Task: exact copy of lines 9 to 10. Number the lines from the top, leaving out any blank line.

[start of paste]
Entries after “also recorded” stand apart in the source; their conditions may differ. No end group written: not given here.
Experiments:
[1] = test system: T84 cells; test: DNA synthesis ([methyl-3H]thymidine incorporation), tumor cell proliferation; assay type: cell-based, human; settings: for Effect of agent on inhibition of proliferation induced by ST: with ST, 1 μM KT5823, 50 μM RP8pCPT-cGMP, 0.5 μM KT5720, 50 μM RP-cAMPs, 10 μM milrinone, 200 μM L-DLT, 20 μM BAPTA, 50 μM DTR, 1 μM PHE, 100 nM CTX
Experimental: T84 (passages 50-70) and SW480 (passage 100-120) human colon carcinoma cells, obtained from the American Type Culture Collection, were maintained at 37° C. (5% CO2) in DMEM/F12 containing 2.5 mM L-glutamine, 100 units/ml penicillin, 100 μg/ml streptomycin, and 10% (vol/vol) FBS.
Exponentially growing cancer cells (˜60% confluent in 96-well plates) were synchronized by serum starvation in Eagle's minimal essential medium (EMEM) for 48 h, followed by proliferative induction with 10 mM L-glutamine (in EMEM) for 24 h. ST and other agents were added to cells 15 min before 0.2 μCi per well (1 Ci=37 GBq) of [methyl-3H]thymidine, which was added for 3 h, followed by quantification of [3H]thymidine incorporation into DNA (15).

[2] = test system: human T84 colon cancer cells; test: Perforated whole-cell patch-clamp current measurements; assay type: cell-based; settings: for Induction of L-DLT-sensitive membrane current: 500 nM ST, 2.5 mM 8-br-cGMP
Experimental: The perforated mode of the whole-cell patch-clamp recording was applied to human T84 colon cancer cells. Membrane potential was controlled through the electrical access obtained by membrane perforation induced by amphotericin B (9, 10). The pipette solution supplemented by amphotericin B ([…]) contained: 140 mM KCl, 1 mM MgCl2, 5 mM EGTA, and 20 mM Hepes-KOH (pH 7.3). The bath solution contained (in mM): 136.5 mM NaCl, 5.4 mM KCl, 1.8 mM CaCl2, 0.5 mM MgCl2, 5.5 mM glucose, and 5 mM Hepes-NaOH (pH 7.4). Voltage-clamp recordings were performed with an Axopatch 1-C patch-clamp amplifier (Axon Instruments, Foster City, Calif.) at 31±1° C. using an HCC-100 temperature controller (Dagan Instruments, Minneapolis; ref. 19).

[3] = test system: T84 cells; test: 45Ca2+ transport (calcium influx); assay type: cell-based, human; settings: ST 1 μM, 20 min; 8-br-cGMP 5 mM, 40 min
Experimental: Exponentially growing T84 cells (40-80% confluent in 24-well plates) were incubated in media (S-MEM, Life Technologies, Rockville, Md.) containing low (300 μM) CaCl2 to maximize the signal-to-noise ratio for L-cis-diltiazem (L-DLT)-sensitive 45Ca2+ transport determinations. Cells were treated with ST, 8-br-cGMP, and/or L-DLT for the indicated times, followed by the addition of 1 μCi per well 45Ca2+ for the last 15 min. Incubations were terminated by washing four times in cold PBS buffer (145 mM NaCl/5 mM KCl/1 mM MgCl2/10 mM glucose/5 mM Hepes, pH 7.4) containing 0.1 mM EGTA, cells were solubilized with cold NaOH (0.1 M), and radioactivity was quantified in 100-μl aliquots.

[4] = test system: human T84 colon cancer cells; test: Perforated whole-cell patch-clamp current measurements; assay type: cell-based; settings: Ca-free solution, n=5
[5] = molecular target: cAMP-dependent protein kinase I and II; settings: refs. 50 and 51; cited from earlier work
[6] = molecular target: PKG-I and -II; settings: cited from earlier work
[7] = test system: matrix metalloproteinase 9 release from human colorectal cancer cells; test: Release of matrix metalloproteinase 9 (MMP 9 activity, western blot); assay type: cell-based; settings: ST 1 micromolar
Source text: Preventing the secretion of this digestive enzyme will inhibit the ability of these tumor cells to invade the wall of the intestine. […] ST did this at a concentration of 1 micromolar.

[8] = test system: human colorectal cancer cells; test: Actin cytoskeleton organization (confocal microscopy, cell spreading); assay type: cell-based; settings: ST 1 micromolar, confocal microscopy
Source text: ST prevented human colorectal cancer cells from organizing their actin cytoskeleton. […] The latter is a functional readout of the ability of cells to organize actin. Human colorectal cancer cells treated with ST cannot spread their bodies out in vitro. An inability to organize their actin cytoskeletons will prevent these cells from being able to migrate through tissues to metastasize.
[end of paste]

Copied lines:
Experimental: Exponentially growing T84 cells (40-80% confluent in 24-well plates) were incubated in media (S-MEM, Life Technologies, Rockville, Md.) containing low (300 μM) CaCl2 to maximize the signal-to-noise ratio for L-cis-diltiazem (L-DLT)-sensitive 45Ca2+ transport determinations. Cells were treated with ST, 8-br-cGMP, and/or L-DLT for the indicated times, followed by the addition of 1 μCi per well 45Ca2+ for the last 15 min. Incubations were terminated by washing four times in cold PBS buffer (145 mM NaCl/5 mM KCl/1 mM MgCl2/10 mM glucose/5 mM Hepes, pH 7.4) containing 0.1 mM EGTA, cells were solubilized with cold NaOH (0.1 M), and radioactivity was quantified in 100-μl aliquots.

[4] = test system: human T84 colon cancer cells; test: Perforated whole-cell patch-clamp current measurements; assay type: cell-based; settings: Ca-free solution, n=5